Student Theses and Dissertations

Date of Award


Document Type


RU Laboratory

Magnasco Laboratory


neural circuits, neural noise, information processing, spike timing dependent plasticity, neural code


Computational neuroscience is concerned with answering two intertwined questions that are based on the assumption that spatio-temporal patterns of spikes form the universal language of the nervous system. First, what function does a specific neural circuitry perform in the elaboration of a behavior? Second, how do neural circuits process behaviorally-relevant information? Non-linear system analysis has proven instrumental in understanding the coding strategies of early neural processing in various sensory modalities. Yet, at higher levels of integration, it fails to help in deciphering the response of assemblies of neurons to complex naturalistic stimuli. If neural activity can be assumed to be primarily driven by the stimulus at early stages of processing, the intrinsic activity of neural circuits interacts with their high-dimensional input to transform it in a stochastic non-linear fashion at the cortical level. As a consequence, any attempt to fully understand the brain through a "system analysis" approach becomes illusory. However, it is increasingly advocated that neural noise plays a constructive role in neural processing, facilitating information transmission. This prompts to gain insight into the neural code by studying the stochasticity of neuronal activity, which is viewed as biologically relevant. Such an endeavor requires the design of guiding theoretical principles to assess the potential benefits of neural noise. In this context, meeting the requirements of biological relevance and computational tractability, while providing a stochastic description of neural activity, prescribes the adoption of the integrate-and-fire model. In this thesis, founding ourselves on the path-wise description of neuronal activity, we propose to further the stochastic analysis of the integrate-and fire model through a combination of numerical and theoretical techniques. To begin, we expand upon the path-wise construction of linear diffusions, which offers a natural setting to describe leaky integrate-and-fire neurons, as inhomogeneous Markov chains. Based on the theoretical analysis of the first-passage problem, we then explore the interplay between the internal neuronal noise and the statistics of injected perturbations at the single unit level, and examine its implications on the neural coding. At the population level, we also develop an exact event-driven implementation of a Markov network of perfect integrate-and-fire neurons with both time delayed instantaneous interactions and arbitrary topology. We hope our approach will provide new paradigms to understand how sensory inputs perturb neural intrinsic activity and accomplish the goal of developing a new technique for identifying relevant patterns of population activity. From a perturbative perspective, our study shows how injecting frozen noise in different flavors can help characterize internal neuronal noise, which is presumably functionally relevant to information processing. From a simulation perspective, our event-driven framework is amenable to scrutinize the stochastic behavior of simple recurrent motifs as well as temporal dynamics of large scale networks under spike-timing-dependent plasticity.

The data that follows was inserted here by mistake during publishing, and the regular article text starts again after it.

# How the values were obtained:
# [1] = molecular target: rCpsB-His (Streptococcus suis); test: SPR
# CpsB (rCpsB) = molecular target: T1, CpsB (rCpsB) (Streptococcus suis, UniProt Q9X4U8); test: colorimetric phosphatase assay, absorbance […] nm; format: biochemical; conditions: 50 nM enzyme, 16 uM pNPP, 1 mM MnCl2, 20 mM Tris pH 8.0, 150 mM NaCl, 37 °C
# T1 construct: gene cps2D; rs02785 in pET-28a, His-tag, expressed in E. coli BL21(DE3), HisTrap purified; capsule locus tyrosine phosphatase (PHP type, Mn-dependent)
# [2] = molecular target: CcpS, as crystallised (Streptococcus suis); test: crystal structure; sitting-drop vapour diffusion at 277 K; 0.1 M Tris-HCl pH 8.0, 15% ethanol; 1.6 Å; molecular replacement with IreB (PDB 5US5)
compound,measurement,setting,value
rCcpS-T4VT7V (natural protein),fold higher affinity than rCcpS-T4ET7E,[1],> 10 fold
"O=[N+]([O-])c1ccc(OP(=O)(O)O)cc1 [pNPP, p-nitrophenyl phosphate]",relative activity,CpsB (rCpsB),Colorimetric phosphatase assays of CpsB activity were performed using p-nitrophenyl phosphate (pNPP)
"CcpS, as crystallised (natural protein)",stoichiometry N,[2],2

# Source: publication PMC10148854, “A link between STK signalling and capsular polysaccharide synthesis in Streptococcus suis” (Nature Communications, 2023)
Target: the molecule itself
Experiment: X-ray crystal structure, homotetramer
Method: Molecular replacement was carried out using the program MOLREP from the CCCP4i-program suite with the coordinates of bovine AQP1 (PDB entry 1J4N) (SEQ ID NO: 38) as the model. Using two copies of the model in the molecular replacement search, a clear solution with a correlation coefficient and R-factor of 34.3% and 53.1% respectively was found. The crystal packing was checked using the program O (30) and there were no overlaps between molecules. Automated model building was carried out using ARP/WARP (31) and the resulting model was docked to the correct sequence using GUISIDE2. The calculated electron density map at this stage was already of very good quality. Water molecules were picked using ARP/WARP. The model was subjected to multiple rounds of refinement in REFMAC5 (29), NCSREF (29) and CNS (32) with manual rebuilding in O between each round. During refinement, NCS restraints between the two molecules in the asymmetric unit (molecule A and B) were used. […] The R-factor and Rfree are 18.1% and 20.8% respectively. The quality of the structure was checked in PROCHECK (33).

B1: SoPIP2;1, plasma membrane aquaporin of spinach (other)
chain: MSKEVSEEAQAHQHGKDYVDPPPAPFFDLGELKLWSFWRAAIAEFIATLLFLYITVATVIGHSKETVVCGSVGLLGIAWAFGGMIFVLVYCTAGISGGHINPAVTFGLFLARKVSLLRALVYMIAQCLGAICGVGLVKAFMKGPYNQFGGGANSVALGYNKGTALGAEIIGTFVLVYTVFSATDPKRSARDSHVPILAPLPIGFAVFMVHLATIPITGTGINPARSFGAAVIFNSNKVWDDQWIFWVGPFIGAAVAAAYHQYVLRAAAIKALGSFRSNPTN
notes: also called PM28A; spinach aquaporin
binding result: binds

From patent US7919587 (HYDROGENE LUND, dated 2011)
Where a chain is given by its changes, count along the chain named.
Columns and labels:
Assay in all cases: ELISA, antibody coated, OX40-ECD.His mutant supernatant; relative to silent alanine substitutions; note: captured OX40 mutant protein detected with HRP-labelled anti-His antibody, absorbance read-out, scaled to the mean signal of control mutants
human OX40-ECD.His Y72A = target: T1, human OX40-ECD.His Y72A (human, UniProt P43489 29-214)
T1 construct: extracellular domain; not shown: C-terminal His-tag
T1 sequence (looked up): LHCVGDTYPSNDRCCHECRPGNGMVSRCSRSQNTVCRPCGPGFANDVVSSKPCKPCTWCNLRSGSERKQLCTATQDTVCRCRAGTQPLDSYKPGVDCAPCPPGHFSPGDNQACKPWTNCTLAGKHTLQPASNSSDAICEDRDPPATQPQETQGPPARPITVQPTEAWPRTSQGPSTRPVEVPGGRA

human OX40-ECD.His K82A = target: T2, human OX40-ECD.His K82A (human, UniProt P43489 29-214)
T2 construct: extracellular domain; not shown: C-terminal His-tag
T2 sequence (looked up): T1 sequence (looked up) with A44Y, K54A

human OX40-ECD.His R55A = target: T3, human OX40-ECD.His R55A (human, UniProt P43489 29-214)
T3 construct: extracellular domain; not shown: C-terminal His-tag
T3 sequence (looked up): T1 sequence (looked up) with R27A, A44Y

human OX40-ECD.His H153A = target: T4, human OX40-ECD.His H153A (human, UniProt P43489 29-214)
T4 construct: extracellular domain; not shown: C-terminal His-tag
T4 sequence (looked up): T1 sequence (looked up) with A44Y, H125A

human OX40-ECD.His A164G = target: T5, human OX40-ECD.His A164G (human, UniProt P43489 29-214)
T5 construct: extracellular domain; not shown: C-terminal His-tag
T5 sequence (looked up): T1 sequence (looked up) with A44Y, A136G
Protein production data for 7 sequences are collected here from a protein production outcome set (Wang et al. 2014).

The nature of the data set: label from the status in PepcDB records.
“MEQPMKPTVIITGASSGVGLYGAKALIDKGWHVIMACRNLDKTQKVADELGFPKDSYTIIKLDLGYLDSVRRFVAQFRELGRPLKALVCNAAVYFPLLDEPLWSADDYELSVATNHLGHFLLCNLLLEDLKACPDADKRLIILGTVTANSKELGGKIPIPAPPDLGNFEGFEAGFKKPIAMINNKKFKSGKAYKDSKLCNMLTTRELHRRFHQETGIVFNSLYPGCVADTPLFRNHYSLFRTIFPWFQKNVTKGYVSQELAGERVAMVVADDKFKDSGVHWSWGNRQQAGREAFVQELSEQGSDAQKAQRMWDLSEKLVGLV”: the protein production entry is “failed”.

A thesis presented to the faculty of The Rockefeller University in partial fulfillment of the requirements for the degree of Doctor of Philosophy.

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